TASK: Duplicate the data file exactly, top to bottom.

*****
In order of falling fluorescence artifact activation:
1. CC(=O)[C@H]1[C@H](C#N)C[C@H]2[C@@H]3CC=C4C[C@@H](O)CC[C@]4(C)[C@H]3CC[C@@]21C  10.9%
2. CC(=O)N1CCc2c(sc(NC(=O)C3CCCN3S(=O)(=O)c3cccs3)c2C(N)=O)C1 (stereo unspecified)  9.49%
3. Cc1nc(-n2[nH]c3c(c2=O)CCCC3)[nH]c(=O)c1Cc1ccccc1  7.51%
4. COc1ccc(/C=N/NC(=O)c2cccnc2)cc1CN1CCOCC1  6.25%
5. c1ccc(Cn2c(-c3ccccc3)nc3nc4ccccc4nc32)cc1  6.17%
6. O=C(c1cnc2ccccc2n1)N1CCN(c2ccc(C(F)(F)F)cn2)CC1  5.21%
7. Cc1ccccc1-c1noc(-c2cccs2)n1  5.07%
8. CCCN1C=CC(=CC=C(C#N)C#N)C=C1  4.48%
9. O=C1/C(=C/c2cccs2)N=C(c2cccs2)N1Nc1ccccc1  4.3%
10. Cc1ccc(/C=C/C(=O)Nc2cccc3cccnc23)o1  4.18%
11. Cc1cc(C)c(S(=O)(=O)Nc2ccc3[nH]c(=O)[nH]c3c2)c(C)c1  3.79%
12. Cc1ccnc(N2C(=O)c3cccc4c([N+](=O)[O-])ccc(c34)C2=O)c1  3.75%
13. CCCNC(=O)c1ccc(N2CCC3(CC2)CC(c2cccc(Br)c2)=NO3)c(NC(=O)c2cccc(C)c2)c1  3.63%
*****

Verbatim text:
In order of falling fluorescence artifact activation:
1. CC(=O)[C@H]1[C@H](C#N)C[C@H]2[C@@H]3CC=C4C[C@@H](O)CC[C@]4(C)[C@H]3CC[C@@]21C  10.9%
2. CC(=O)N1CCc2c(sc(NC(=O)C3CCCN3S(=O)(=O)c3cccs3)c2C(N)=O)C1 (stereo unspecified)  9.49%
3. Cc1nc(-n2[nH]c3c(c2=O)CCCC3)[nH]c(=O)c1Cc1ccccc1  7.51%
4. COc1ccc(/C=N/NC(=O)c2cccnc2)cc1CN1CCOCC1  6.25%
5. c1ccc(Cn2c(-c3ccccc3)nc3nc4ccccc4nc32)cc1  6.17%
6. O=C(c1cnc2ccccc2n1)N1CCN(c2ccc(C(F)(F)F)cn2)CC1  5.21%
7. Cc1ccccc1-c1noc(-c2cccs2)n1  5.07%
8. CCCN1C=CC(=CC=C(C#N)C#N)C=C1  4.48%
9. O=C1/C(=C/c2cccs2)N=C(c2cccs2)N1Nc1ccccc1  4.3%
10. Cc1ccc(/C=C/C(=O)Nc2cccc3cccnc23)o1  4.18%
11. Cc1cc(C)c(S(=O)(=O)Nc2ccc3[nH]c(=O)[nH]c3c2)c(C)c1  3.79%
12. Cc1ccnc(N2C(=O)c3cccc4c([N+](=O)[O-])ccc(c34)C2=O)c1  3.75%
13. CCCNC(=O)c1ccc(N2CCC3(CC2)CC(c2cccc(Br)c2)=NO3)c(NC(=O)c2cccc(C)c2)c1  3.63%